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One year after Trayvon Martin's shooting death, have media learned anything more about covering race?

Trayvon Martin and George Zimmerman

Associated Press

Trayvon Martin and George Zimmerman

26

February

It’s a pretty simple question: One year after the shooting death of unarmed teen Trayvon Martin became a world-famous story, have media learned anything about covering race or talking about racial issues?

Still, ask some of the people at ground zero of one of the biggest stories of 2012, and you get a surprisingly complex suite of answers, focused mostly on how individual behavior may have changed, but big media’s habit of avoiding big questions about race outside of major news stories has not.

“We have seen other suspected shootings that again don’t get the same kind of attention,” said CNN and TV One analyst Roland Martin, a longtime advocate on African American issues who noted the death of an unarmed black teen at the hands of armed neighborhood watch captain George Zimmerman hasn’t produced a wave of coverage looking at similar cases.

“That’s why you have to have strong, non-traditional, non-mainstream voices trumpeting these issues,” added Martin, who took to social media and spoke out about the case on his Washington Watch show before mainstream media outlets warmed to the story. “When I look at the people who are hosting shows, the lack of black executive producers, the lack of black senior producers…Unfortunately, the people running networks are not understanding how significant these issues are."

Curiously, that might be one of the only points where Martin might find agreement with Mark O’Mara, the Orlando-area lawyer who began representing Zimmerman after his April arrest and has established an array of online platforms to push out news, commentary and feature donation appeals for his client.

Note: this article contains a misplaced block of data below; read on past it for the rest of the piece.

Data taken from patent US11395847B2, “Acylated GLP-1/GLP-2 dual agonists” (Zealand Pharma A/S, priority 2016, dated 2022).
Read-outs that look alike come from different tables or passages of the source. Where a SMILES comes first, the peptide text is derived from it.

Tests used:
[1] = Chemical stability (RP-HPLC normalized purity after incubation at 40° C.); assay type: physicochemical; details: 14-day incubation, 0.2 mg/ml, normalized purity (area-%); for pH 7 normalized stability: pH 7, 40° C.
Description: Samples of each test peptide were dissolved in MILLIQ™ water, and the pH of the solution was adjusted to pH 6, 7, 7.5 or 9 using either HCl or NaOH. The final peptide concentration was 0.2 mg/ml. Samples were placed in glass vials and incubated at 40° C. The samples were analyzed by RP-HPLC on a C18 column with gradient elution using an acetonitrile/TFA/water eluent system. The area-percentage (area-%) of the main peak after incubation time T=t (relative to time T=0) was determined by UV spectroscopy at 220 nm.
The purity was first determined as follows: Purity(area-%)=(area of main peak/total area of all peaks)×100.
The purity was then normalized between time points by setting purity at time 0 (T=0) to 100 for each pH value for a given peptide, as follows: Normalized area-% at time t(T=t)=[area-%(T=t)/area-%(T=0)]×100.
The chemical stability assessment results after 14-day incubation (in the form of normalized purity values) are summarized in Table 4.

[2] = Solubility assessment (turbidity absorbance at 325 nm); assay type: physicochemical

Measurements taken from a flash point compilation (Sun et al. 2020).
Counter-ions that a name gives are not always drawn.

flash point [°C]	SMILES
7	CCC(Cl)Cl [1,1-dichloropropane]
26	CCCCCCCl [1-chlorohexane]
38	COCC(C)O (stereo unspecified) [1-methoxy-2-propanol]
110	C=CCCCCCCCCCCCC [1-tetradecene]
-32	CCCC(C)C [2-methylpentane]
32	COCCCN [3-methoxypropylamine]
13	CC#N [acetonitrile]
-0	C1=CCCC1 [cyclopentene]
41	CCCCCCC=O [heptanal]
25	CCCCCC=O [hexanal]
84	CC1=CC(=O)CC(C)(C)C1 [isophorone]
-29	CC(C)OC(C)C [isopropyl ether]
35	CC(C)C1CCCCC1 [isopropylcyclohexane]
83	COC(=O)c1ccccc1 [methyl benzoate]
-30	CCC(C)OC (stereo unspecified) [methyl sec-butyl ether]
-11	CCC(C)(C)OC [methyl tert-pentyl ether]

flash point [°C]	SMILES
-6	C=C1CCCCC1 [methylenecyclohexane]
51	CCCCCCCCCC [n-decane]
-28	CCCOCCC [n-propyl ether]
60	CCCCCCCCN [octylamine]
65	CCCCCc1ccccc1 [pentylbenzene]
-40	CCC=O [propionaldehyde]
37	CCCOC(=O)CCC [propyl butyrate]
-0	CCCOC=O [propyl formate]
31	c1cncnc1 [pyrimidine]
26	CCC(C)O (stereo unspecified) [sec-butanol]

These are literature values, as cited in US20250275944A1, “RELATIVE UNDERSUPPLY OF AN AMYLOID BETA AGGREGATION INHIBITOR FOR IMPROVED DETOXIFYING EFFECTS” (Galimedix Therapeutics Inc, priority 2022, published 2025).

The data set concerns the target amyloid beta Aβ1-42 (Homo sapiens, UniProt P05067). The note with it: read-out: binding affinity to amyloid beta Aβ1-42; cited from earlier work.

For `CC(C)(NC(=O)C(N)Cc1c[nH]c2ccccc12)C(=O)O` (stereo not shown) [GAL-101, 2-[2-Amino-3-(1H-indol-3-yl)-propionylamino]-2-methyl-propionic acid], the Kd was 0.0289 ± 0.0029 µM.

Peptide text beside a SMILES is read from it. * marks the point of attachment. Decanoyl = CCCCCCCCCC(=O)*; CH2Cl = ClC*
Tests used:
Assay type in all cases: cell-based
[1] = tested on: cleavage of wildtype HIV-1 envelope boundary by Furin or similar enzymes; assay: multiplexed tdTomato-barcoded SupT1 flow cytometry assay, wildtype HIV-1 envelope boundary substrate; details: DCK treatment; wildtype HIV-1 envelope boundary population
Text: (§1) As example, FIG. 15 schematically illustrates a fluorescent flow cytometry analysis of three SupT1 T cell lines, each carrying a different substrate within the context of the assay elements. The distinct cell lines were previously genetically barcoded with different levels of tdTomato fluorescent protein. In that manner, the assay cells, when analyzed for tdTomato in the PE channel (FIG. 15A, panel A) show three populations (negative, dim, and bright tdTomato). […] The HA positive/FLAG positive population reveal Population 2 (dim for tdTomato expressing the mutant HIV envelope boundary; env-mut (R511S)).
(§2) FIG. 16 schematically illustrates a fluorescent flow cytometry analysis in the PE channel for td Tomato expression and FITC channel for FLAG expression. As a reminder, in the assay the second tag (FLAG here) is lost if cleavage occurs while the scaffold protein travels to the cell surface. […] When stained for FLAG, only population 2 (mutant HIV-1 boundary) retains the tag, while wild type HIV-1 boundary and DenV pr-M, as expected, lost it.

Saying Zimmerman has been the target of an orchestrated publicity campaign to portray him as a racist, O’Mara also lamented that the focus on Zimmerman has hamstrung larger conversations about race and criminal justice system.

“Here’s my frustration with the whole case …I have done criminal defense work for 30 years, and have represented dozens of young black males and seen how the system doesn’t respect their rights,” O’Mara said. “Let’s use that as a springboard…(so) we have a focal point on what’s happening to young black males in the system.”

His fear: regardless of the verdict against his client, the larger conversation on race and criminal justice gets lost. “Now that we have tied the national conversation to George Zimmerman…if he gets acquitted, it’s a civil rights fiasco,” O’Mara said. “If he gets acquitted –and he should get acquitted—whites are going to say, ‘I told you he never should have been charged anyway.’ And blacks will say ‘This is BS.’”

On Feb. 26 of 2012, an unarmed, 17-year-old Martin was shot dead by Zimmerman after a fight in a subdivision in Sanford, Fla. Following perfunctory initial press coverage of the death, Martin’s family hired an attorney and began speaking to the media, alleging that police and prosecutors were moving slowly because of their son’s race.

By the end of March, the story had become the second most-covered topic of the year, behind the presidential election. MSNBC anchor Al Sharpton became a spokesman for Martin’s family and in early 2013, the channel’s president told the website Mediaite that their audience with black viewers grew 60 percent in prime time – in part by aggressively covering stories black viewers care about, such as the Martin shooting and voter ID laws.

Frances Robles, who was the Miami Herald’s lead reporter on the Martin/Zimmerman case through 2012, said the biggest problem she encountered didn’t involve race, but basic journalism values – too many outlets were repeating information from her stories without attribution, especially on cable TV and online.

Along the way, they spread misinformation about the case which remains lodged in the minds of some people.

Now working for the New York Times, Robles recalled a conversation with a police officer where every detail he cited about the case was incorrect, including a belief that Martin was dressed in black like a possible burglar, that the teen had been arrested before, and more.

“There’s a lot of pundits who talk about things that they don’t know to be true, and it gets accepted as truth,” Robles said, noting that pushback against the narrative that Martin may have been an innocent teen was especially aggressive on cable TV and online platforms. “The right wing machinery did a good job of turning the story around. They put a lot of doubt in people’s minds about what happened.”